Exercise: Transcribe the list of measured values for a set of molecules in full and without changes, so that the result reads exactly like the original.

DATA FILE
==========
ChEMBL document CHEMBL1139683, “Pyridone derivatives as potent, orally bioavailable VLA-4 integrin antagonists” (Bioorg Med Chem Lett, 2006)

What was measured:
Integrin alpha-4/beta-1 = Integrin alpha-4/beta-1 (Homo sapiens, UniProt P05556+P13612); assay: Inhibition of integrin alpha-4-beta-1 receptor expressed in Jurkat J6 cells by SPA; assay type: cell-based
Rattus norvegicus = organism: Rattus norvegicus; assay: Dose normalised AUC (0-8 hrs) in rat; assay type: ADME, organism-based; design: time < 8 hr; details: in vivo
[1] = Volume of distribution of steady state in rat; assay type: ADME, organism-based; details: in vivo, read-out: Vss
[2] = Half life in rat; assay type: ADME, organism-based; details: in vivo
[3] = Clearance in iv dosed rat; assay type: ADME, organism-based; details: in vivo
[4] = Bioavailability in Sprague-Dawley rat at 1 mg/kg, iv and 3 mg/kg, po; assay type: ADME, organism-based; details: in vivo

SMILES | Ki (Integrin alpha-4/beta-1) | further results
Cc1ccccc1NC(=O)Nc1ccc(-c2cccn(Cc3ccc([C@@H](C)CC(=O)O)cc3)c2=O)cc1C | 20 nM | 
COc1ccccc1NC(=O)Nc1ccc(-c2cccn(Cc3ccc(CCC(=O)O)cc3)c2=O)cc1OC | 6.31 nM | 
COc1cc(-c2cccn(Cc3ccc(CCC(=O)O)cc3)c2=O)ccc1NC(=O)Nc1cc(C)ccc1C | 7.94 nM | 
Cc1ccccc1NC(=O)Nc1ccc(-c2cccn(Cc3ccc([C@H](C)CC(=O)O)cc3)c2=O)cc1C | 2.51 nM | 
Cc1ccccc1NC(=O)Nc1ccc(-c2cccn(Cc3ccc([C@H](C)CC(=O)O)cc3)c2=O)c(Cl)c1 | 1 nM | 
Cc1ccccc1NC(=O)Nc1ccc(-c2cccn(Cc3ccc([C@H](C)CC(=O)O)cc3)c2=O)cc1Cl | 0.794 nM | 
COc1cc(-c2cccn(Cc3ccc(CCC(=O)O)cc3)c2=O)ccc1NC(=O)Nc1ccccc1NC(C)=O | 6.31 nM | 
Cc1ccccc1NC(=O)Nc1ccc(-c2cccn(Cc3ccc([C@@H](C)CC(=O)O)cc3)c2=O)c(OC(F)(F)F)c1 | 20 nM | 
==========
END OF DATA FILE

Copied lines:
ChEMBL document CHEMBL1139683, “Pyridone derivatives as potent, orally bioavailable VLA-4 integrin antagonists” (Bioorg Med Chem Lett, 2006)

What was measured:
Integrin alpha-4/beta-1 = Integrin alpha-4/beta-1 (Homo sapiens, UniProt P05556+P13612); assay: Inhibition of integrin alpha-4-beta-1 receptor expressed in Jurkat J6 cells by SPA; assay type: cell-based
Rattus norvegicus = organism: Rattus norvegicus; assay: Dose normalised AUC (0-8 hrs) in rat; assay type: ADME, organism-based; design: time < 8 hr; details: in vivo
[1] = Volume of distribution of steady state in rat; assay type: ADME, organism-based; details: in vivo, read-out: Vss
[2] = Half life in rat; assay type: ADME, organism-based; details: in vivo
[3] = Clearance in iv dosed rat; assay type: ADME, organism-based; details: in vivo
[4] = Bioavailability in Sprague-Dawley rat at 1 mg/kg, iv and 3 mg/kg, po; assay type: ADME, organism-based; details: in vivo

SMILES | Ki (Integrin alpha-4/beta-1) | further results
Cc1ccccc1NC(=O)Nc1ccc(-c2cccn(Cc3ccc([C@@H](C)CC(=O)O)cc3)c2=O)cc1C | 20 nM | 
COc1ccccc1NC(=O)Nc1ccc(-c2cccn(Cc3ccc(CCC(=O)O)cc3)c2=O)cc1OC | 6.31 nM | 
COc1cc(-c2cccn(Cc3ccc(CCC(=O)O)cc3)c2=O)ccc1NC(=O)Nc1cc(C)ccc1C | 7.94 nM | 
Cc1ccccc1NC(=O)Nc1ccc(-c2cccn(Cc3ccc([C@H](C)CC(=O)O)cc3)c2=O)cc1C | 2.51 nM | 
Cc1ccccc1NC(=O)Nc1ccc(-c2cccn(Cc3ccc([C@H](C)CC(=O)O)cc3)c2=O)c(Cl)c1 | 1 nM | 
Cc1ccccc1NC(=O)Nc1ccc(-c2cccn(Cc3ccc([C@H](C)CC(=O)O)cc3)c2=O)cc1Cl | 0.794 nM | 
COc1cc(-c2cccn(Cc3ccc(CCC(=O)O)cc3)c2=O)ccc1NC(=O)Nc1ccccc1NC(C)=O | 6.31 nM | 
Cc1ccccc1NC(=O)Nc1ccc(-c2cccn(Cc3ccc([C@@H](C)CC(=O)O)cc3)c2=O)c(OC(F)(F)F)c1 | 20 nM | 